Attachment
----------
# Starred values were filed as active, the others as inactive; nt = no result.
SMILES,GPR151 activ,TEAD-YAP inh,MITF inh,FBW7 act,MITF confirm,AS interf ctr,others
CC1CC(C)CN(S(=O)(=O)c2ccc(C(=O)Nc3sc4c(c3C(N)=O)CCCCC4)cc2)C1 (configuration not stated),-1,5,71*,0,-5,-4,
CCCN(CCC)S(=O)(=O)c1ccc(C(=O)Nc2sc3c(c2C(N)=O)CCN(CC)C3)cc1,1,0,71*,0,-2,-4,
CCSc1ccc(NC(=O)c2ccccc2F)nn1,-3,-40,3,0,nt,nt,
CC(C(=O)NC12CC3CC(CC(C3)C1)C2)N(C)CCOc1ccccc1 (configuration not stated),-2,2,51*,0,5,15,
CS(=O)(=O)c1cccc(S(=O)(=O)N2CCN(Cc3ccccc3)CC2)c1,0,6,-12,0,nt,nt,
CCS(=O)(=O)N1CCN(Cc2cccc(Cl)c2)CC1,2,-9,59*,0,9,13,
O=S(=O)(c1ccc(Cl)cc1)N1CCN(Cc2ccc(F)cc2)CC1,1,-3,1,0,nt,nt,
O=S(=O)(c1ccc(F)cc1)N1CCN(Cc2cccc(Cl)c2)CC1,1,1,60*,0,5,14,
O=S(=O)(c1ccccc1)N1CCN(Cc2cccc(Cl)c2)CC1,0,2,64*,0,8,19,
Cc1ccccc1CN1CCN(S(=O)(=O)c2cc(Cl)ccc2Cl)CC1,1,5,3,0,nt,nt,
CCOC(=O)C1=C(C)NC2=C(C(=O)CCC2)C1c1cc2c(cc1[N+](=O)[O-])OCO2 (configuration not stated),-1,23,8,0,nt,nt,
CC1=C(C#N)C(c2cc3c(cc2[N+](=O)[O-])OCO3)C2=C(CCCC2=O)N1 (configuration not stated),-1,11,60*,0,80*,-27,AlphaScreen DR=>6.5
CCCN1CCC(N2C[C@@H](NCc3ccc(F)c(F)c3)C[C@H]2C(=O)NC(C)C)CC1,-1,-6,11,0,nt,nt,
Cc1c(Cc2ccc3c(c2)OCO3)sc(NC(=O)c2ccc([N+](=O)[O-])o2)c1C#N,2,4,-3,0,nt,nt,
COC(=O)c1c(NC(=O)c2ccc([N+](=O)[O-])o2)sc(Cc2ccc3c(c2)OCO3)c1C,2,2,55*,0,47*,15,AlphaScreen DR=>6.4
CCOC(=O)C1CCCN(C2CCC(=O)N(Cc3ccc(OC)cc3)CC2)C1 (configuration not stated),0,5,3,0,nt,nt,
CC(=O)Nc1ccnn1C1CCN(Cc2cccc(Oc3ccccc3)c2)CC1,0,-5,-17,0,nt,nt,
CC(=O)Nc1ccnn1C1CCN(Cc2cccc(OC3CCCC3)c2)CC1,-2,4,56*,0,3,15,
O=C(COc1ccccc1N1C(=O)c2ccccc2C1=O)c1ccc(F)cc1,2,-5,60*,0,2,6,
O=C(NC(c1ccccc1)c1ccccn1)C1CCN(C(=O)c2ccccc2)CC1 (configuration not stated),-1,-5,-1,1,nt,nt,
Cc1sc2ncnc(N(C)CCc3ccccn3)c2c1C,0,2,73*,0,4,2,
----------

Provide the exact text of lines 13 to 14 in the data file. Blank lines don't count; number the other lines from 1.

CCOC(=O)C1=C(C)NC2=C(C(=O)CCC2)C1c1cc2c(cc1[N+](=O)[O-])OCO2 (configuration not stated),-1,23,8,0,nt,nt,
CC1=C(C#N)C(c2cc3c(cc2[N+](=O)[O-])OCO3)C2=C(CCCC2=O)N1 (configuration not stated),-1,11,60*,0,80*,-27,AlphaScreen DR=>6.5